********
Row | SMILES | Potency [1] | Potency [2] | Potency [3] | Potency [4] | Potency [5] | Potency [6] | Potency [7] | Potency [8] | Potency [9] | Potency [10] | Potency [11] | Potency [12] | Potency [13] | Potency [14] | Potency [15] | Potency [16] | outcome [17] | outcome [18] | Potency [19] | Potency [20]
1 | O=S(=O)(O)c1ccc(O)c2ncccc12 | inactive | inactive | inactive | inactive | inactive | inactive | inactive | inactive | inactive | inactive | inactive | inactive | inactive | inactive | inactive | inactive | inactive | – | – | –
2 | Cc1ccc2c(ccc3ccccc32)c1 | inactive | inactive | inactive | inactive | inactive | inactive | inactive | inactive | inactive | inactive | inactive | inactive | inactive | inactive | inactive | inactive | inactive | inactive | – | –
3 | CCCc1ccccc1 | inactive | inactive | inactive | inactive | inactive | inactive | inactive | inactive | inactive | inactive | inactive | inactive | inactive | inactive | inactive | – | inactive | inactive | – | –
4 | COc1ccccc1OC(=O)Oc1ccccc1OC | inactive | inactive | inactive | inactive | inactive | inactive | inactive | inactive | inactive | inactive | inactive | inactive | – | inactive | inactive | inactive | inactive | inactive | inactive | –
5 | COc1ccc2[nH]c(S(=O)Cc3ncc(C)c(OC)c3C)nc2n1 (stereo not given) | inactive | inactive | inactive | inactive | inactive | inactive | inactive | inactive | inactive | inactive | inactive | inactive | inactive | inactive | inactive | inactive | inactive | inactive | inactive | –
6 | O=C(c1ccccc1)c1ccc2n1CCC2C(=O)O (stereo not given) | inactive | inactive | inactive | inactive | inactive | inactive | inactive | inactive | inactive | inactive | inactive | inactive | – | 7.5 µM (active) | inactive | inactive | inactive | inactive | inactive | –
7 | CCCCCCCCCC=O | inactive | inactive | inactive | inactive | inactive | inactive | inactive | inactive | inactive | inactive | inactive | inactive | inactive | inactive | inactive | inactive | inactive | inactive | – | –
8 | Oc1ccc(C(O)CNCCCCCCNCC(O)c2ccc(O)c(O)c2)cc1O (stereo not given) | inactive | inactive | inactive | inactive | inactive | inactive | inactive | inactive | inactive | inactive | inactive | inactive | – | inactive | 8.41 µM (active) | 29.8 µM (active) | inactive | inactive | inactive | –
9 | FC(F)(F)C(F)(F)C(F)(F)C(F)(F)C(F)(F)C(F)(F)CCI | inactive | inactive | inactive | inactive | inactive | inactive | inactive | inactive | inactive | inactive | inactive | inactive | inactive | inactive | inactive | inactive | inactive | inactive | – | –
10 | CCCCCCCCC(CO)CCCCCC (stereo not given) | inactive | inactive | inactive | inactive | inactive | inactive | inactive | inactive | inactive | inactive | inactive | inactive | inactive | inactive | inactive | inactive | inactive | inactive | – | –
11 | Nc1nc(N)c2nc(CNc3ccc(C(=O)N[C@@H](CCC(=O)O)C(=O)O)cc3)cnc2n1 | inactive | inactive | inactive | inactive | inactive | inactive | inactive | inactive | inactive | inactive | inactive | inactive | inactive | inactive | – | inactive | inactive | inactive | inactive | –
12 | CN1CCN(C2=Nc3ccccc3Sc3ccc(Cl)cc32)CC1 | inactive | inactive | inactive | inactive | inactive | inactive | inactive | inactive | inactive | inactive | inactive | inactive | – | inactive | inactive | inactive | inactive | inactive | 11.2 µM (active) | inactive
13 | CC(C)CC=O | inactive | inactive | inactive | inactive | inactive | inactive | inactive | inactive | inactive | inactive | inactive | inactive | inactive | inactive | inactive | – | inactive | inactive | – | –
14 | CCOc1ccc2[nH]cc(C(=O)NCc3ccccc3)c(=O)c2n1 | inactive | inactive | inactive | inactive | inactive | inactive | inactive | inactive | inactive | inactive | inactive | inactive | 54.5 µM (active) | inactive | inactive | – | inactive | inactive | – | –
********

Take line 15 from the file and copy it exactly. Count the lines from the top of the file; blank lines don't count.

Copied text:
14 | CCOc1ccc2[nH]cc(C(=O)NCc3ccccc3)c(=O)c2n1 | inactive | inactive | inactive | inactive | inactive | inactive | inactive | inactive | inactive | inactive | inactive | inactive | 54.5 µM (active) | inactive | inactive | – | inactive | inactive | – | –